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The "template" cold reach out: do it well, or you're just annoying people (Sebastian Schieke example)

Let's define an email template as:

A pre-formatted email with a pitch meant to be sent to a large list of people, but with a few fields to edit and customize for the individual receiver

Templates are great.

They can increase your ROI by many folds.

So this is obviously not a knock on template reach outs, which indeed I'd recommend as the way to go for larger campaigns.

The issue is with poorly thought templates.

Because a poor template reach out is worse than a generic email with no customization whatsoever (or with only the "to field" as customization).

A poor template sub-communicates:

I'm trying to make it seem like I actually know you, but it's obvious that I don't. And if you fall for it, you self-frame yourslef as easy to manipulate (= you self-frame as stupid)

It comes across as low-level manipulation.

And low-level manipulations often annoy the receiver.

Here is an example:

  • "Love what you're doing at + website" = typical template where you just add the website you're just spamming
  • "While I was reviewing your impressive website" = typical generical compliment that the sender doesn't have to adjust

And here comes the worst part:

  • Especially the work you did with "Money Master the Game" 
    • "The work" = generic sentence he doesn't need to adjust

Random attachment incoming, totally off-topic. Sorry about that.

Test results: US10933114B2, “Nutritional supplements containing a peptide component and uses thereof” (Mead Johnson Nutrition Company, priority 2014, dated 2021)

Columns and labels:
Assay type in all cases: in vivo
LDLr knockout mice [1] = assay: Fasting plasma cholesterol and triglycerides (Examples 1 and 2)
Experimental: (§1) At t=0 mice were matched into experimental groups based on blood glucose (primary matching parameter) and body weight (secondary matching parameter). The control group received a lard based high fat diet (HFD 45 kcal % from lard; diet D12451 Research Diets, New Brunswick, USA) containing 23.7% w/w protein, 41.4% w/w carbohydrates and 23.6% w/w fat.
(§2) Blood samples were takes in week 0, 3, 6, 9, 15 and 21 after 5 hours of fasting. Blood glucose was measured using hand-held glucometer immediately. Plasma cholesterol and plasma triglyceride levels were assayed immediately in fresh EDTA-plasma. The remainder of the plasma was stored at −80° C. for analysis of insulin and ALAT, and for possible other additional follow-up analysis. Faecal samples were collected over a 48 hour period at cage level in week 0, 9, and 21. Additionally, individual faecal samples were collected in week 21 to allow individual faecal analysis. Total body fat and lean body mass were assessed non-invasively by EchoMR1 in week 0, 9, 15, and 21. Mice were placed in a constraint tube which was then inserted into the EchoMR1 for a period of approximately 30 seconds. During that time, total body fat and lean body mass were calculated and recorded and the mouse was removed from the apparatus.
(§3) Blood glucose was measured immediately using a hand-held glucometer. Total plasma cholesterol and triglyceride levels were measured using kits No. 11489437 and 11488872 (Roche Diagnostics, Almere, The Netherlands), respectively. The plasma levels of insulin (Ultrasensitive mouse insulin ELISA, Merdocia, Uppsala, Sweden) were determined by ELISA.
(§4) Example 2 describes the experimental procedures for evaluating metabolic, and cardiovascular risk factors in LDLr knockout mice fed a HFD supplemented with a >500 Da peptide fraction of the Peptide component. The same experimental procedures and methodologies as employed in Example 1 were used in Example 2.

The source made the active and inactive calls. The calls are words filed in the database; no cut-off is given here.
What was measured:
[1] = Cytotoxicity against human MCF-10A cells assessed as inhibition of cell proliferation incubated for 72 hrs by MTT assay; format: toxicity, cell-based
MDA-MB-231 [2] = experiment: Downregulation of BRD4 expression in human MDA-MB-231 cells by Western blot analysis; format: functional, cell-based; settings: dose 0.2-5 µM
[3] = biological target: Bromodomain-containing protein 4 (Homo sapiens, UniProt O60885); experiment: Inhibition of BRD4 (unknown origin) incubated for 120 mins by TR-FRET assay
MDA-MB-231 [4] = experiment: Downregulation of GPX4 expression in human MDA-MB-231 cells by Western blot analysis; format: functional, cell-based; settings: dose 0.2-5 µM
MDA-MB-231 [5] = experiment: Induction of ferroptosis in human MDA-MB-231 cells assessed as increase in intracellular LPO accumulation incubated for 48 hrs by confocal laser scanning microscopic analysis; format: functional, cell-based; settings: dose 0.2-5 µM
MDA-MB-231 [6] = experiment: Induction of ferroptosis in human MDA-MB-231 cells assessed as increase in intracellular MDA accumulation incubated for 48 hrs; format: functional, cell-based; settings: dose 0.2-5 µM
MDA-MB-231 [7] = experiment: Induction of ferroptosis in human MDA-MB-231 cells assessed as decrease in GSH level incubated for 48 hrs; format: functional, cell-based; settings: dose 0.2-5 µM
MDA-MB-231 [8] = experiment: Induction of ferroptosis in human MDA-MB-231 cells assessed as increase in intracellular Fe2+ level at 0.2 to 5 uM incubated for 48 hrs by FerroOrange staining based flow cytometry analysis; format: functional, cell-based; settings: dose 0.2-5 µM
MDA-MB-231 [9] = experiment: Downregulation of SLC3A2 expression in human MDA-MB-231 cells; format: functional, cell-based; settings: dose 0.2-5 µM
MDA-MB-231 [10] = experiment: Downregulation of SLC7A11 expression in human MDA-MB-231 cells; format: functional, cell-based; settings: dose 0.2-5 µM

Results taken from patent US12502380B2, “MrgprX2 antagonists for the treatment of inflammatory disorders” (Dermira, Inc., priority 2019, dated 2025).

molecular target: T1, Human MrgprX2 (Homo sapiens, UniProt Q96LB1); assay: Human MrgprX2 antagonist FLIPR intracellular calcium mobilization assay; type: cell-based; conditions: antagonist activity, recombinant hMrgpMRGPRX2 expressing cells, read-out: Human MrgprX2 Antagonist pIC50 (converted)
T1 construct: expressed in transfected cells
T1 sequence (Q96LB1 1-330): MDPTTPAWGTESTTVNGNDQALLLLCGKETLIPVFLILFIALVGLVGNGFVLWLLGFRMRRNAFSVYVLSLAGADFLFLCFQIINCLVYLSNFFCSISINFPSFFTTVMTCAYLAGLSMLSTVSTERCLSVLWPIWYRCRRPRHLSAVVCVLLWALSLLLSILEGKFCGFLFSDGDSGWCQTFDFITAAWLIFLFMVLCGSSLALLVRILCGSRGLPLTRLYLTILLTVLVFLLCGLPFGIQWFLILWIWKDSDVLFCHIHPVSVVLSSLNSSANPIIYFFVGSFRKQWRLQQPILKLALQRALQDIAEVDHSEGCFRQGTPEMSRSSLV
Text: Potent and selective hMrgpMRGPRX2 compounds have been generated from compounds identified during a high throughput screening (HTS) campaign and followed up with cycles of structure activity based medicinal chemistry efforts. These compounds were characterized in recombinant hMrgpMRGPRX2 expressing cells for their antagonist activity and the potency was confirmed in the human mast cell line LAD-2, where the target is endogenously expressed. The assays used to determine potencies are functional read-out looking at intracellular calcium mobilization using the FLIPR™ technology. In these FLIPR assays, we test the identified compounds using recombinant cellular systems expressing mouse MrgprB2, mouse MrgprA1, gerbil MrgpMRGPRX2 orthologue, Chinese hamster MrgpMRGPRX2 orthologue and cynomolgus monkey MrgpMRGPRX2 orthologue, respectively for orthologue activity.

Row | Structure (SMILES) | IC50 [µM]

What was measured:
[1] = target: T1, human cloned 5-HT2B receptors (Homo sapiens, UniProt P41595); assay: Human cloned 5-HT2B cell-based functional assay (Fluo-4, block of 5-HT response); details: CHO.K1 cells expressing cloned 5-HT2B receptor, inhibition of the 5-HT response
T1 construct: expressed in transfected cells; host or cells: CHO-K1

Complimenting on the wrong thing is worse than not complimenting at all

The funny thing is, the sender probably thought that was the best part of his email because it's the most "targeted".

I indeed reviewed that book.

I'm guessing that this guy is targeting websites that reviewed a specific book.
Then probably scours the web for another book, or another program, and pesters any website with the same email, but a different "work" he "especially likes".

It seems like a smart approach... On paper.

But there is one big issue with that:

The reviews that people do of other people's work is usually not the work they're most proud of.

I receive this email and I'd think: "of all the cool things this website has done around power dynamics and social strategies, this dum**** thinks that the best thing is a review of a book on basic financial literacy?"

So in the end he ends with only generic and lower quality websites that reply to his email -the ones that don't have much own work to be proud of-.
And the higher authority websites that could better help him succeed instead will go ahead and mark his email for what it actually is: spam.

Matthew Whitewood has reacted to this post.
Matthew Whitewood
Have you read the forum guidelines for effective communication already?